Kalasin Farmer Proud Of Her 'Lucky' White Buffaloes

    (19 June)
    Take one look at the herd of buffaloes grazing the grass just outside Nong Jode village in Yang
    Talard distric, Kalasin province, and you will suddenly struck by the visible oddity: 3 white female
    buffaloes in the midst of their fellow creatures.

    The white buffaloes have been talk of the
    town in the village for years now. The trio belong to Ms. Tong Phuchalerm, 50, who was walking by
    the herd as they munch the grass.

    Many Thais believe that anything white is lucky. The
    belief is reflected on the White Elephants, considered to be auspicious symbol of Siamese kings for
    centuries, and recent news about villagers worshiping a white toad out of conviction that it would
    bring them good luck. These white buffaloes are no different.


    Ms. Tong said she and her
    family have been farmers for many years, and have always kept buffaloes for work in the rice field,
    especially when she needs to plough the field. Other families in the village own buffaloes, too, but
    she is well known because her family only employed white buffaloes. She said she only owned 3 white
    buffaloes now, having handed out the rest to her relatives.

    White buffaloes are rare, and
    they are mongkol (auspicious) for my family. We have never had money problem and our crops
    have been good, Ms. Tong said, before adding that merchants have offered tens of thousands of baht
    for the white buffaloes, but she always refused, despite her humble career of a farmer.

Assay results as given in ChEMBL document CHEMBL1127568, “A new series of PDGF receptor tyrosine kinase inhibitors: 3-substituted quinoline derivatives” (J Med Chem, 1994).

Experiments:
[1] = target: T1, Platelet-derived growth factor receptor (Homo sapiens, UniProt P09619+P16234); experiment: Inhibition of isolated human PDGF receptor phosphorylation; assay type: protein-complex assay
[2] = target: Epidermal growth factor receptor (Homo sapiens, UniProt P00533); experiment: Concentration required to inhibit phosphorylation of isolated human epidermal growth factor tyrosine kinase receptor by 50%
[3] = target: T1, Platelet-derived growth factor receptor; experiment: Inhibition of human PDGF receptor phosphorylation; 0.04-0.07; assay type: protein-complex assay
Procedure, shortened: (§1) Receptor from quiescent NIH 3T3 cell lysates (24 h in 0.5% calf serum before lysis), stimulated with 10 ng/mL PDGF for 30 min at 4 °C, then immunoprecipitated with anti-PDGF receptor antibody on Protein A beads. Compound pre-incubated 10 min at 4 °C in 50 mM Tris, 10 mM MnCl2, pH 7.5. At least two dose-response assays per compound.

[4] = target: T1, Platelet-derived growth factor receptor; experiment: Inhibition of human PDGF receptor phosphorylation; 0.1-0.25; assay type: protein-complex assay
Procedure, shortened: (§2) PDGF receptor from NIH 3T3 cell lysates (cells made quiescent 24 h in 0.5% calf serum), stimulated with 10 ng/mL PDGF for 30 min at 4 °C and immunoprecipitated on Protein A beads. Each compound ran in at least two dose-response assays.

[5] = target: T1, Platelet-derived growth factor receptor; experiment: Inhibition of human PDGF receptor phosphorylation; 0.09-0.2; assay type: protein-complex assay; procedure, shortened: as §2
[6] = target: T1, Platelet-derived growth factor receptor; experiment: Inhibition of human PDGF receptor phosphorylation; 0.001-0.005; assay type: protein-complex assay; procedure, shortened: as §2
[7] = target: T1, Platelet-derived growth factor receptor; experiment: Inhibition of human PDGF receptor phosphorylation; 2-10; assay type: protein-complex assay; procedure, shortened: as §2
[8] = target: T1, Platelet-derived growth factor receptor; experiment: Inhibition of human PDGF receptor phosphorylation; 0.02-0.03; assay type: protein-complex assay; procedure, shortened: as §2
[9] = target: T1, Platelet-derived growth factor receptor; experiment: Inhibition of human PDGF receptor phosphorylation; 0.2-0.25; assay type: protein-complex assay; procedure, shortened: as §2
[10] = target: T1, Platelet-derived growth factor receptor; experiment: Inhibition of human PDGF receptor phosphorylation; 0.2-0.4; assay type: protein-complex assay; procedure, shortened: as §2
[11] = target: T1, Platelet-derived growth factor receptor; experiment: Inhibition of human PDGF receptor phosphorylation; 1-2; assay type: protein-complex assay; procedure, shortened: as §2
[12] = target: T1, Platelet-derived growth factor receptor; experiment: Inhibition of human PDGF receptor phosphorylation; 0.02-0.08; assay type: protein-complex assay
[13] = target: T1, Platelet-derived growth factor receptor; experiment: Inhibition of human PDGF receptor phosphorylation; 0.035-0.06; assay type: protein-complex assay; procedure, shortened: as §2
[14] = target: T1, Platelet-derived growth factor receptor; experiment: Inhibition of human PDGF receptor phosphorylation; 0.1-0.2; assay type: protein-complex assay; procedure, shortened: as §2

from magical powers the white buffaloes supposedly granted to her – including but not limited to
    good health and enhancement of her baramee (mystical aura) – she also intends to preserve the
    rare animals for younger generations to behold.

    Of her precious white
    buffaloes, she said they are very obedient and ?well-behaved?. For example, the buffaloes always
    leave their droppings on the same spot everyday, which is in front of their pen, contrary to other
    buffaloes that simply leave their droppings everywhere,, Ms. Tong said.

    She′s aware that
    soon the image of buffaloes gracing the rice fields might be a thing of the past, as Thai farmers
    are increasingly adopting tractors and motorized ploughing machine instead of their buffaloes, but
    she insists that she would not abandon the old ways for the new.

    Buffaloes are true friends
    of farmers, Ms. Tong said, heir droppings are excellent fertilizers for the rice, and they helped
    eat all the unwanted weeds that would have been shelter for poisonous